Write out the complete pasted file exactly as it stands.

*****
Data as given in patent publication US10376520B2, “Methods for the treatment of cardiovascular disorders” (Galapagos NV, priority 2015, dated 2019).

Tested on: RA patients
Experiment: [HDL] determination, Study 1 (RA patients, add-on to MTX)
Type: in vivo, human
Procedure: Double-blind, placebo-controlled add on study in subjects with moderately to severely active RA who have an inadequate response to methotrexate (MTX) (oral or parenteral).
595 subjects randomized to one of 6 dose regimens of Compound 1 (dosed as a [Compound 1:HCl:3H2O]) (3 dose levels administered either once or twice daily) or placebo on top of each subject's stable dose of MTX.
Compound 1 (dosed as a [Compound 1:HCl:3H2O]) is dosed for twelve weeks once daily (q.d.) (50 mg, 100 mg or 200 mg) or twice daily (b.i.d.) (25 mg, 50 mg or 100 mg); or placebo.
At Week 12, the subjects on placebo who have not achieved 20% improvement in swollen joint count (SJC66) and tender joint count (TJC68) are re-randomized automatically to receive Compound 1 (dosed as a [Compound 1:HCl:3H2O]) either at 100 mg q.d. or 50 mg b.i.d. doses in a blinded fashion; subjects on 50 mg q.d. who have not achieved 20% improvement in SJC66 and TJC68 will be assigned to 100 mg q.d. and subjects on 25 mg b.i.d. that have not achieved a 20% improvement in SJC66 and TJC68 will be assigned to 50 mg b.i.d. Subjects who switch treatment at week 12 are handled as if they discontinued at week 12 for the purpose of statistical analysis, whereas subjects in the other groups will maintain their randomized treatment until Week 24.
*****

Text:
Data as given in patent publication US10376520B2, “Methods for the treatment of cardiovascular disorders” (Galapagos NV, priority 2015, dated 2019).

Tested on: RA patients
Experiment: [HDL] determination, Study 1 (RA patients, add-on to MTX)
Type: in vivo, human
Procedure: Double-blind, placebo-controlled add on study in subjects with moderately to severely active RA who have an inadequate response to methotrexate (MTX) (oral or parenteral).
595 subjects randomized to one of 6 dose regimens of Compound 1 (dosed as a [Compound 1:HCl:3H2O]) (3 dose levels administered either once or twice daily) or placebo on top of each subject's stable dose of MTX.
Compound 1 (dosed as a [Compound 1:HCl:3H2O]) is dosed for twelve weeks once daily (q.d.) (50 mg, 100 mg or 200 mg) or twice daily (b.i.d.) (25 mg, 50 mg or 100 mg); or placebo.
At Week 12, the subjects on placebo who have not achieved 20% improvement in swollen joint count (SJC66) and tender joint count (TJC68) are re-randomized automatically to receive Compound 1 (dosed as a [Compound 1:HCl:3H2O]) either at 100 mg q.d. or 50 mg b.i.d. doses in a blinded fashion; subjects on 50 mg q.d. who have not achieved 20% improvement in SJC66 and TJC68 will be assigned to 100 mg q.d. and subjects on 25 mg b.i.d. that have not achieved a 20% improvement in SJC66 and TJC68 will be assigned to 50 mg b.i.d. Subjects who switch treatment at week 12 are handled as if they discontinued at week 12 for the purpose of statistical analysis, whereas subjects in the other groups will maintain their randomized treatment until Week 24.